Fifth-graders plants trees, shrubs to help stream

NEIGHBORS

May 03, 2001|By Lorraine Gingerich | Lorraine Gingerich,SPECIAL TO THE SUN

FIFTH-GRADERS and teachers at Clarksville Elementary School traveled to Lisbon on April 26 to plant trees and shrubs.

The Millennium Stream Buffer Planting Project, run by the Howard County Master Gardeners, combines a fifth-grade science unit on ecosystems with a field trip to plant native trees and shrubs. The trees and shrubs planted by the Clarksville children buffer streams flowing into the Chesapeake Bay.

"It's a great thing to take off school to help nature," said Amber Hebron, 10, when she arrived at the site.

After the master gardener showed the children how to plant the trees, they broke into groups of three or four.

"We're planting trees to help the environment and to help stop erosion," said Justin Mauritz, 11.

The children calculated the size of the hole according to the tree size and dug the holes. After they put in the trees and filled the holes with soil, they were instructed to tamp the soil.

"This keeps the bugs from getting into the roots," said Robert Aronoff, 11.

Fifth-grade teachers Vickie Cohen, Tiffany Warren and Robert Garvey reminded the children to write down their observations about digging the holes and doing the planting.

The children planted shrubs and trees such as sycamore, pin oak, silky dogwood and red maple.

"There are a lot of different kinds of trees, and a whole lot of people get to work together," said Kelsey Tyson, 10.

After the plantings, the children measured how far their plants were from the stream. Master gardeners Cindy Hirschberg and Bonnie Edmonston walked among the kids to answer questions and guide them with their plantings.

Project leader Cheryl Gwyns said the trees and shrubs used in the program are native to Maryland.

"It increases the survival rate," Gwyns said.

The Millennium Stream Buffer Planting Project was recently awarded a grant of $11,394 by the Chesapeake Bay Trust. Taught by classroom teachers - with material provided by Master Gardeners - the project, also known as Schools and Streams, has been growing in the three years it has been in existence.

Georgia Eacker, Maryland Cooperative Extension education coordinator for the master gardeners, said the number of schools and children involved, and the number of trees and shrubs planted will be almost double the number last year, thanks to the recent grant.

This year, children from at least 27 schools are expected to plant 1,325 trees and shrubs along Cabin Branch in western Howard County, Eacker said.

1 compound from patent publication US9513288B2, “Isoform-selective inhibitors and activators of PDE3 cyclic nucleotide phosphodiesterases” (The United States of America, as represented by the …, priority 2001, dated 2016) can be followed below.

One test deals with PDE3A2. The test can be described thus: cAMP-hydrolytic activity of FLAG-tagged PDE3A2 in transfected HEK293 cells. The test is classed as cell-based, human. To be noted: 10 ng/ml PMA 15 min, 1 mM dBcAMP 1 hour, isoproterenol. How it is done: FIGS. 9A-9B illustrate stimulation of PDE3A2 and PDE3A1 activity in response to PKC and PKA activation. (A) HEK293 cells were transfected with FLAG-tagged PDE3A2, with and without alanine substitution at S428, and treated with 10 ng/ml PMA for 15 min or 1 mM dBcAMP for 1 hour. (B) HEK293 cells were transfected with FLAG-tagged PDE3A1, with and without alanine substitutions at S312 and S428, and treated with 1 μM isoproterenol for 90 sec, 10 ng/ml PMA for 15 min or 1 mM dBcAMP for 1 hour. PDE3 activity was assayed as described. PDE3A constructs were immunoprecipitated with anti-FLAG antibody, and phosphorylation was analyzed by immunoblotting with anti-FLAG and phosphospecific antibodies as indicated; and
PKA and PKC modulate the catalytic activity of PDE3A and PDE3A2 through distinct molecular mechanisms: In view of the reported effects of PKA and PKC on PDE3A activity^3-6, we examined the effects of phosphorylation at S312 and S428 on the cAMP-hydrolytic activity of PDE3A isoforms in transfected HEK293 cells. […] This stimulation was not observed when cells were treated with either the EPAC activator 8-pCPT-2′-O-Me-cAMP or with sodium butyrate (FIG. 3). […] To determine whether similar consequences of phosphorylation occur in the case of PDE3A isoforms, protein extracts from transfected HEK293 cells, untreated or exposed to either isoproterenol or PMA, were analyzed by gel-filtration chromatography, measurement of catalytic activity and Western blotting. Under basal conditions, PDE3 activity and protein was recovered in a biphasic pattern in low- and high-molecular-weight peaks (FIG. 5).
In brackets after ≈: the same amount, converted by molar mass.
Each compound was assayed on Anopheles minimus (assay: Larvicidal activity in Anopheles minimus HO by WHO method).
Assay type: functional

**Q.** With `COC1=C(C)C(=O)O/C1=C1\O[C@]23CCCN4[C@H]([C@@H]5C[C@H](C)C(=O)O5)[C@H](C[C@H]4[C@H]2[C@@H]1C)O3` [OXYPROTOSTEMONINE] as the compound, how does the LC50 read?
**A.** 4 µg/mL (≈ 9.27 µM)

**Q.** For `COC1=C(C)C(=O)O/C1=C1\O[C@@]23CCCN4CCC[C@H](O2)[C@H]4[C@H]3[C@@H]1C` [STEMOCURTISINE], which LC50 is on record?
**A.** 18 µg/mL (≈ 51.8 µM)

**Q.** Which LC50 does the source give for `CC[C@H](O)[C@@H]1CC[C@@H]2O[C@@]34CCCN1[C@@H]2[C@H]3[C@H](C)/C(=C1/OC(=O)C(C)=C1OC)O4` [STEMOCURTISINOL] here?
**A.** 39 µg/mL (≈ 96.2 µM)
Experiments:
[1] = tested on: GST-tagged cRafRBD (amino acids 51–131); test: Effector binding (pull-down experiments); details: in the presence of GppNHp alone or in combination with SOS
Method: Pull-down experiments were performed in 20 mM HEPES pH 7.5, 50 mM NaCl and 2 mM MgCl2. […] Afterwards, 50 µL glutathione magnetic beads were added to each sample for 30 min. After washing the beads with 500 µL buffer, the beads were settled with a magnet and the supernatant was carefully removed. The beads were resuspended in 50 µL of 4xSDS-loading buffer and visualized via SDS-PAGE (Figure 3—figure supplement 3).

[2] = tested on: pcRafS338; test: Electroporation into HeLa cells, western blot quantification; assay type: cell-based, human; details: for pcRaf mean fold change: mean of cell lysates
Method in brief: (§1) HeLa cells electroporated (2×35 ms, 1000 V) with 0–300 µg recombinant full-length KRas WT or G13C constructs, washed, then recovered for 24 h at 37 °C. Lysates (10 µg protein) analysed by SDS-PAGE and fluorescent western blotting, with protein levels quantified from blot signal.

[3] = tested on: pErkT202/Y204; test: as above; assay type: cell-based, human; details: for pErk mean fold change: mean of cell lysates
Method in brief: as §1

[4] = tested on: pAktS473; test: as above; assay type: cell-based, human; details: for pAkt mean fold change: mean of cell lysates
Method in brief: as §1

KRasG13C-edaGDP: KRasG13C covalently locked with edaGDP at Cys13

Gov. Parris N. Glendening recognized the program with his Volunteer and Service Award in the environmental category for 1999.

"We were really surprised," Gwyns said. "I think what we're doing is really great."

Many of the schoolchildren were enthusiastic as they planted and learned about stream buffers.

"Hey, guys, do you want to plant another?" Kelsey Tyson asked her group. The other girls responded with lethargic no's.

"It was very fun, but I wouldn't do it again," said Catie Fisher, 11.

"I think this field trip was very educational, because we got to help nature and we got to plant trees for the environment," said Rachel Ellinger, 11.

Glenelg musicians

The Glenelg High School Bands and Marching Unit, led by director Barry Enzman, competed April 5, 6 and 7 in the Orlando All-Star Music Festival.

Competing as an AAA division school, the talented musicians returned home as grand champions in all of the divisions entered. The grand champion trophy is awarded to the school with the highest score, regardless of class.

Glenelg competed against bands from 10 states. The school placed first in its division and earned superior ratings in all of the categories, parade, concert band, jazz band and visual ensemble.

The Glenelg Drill Team, directed by Terry Newsome, and the Silks Squad, led by Diane Bissell, competed in visual ensemble.

Cheerleading tryouts

Glenelg junior varsity and varsity cheerleading tryouts will be held May 11. Tryout clinics will be held from 5 p.m. to 7 p.m. Monday, Tuesday and Wednesday, with final tryouts at 6 p.m. May 11.

Glenelg cheerleading extends over two seasons, fall and winter, and team members may choose to participate in one or both. Tryout permission slips are available at Glenwood Middle, Mount View Middle and Glenelg High.

Information: the team Web site, www.eteamz.com/glenelgcheer, or call head coach Paula Foster at 301-854-4994.

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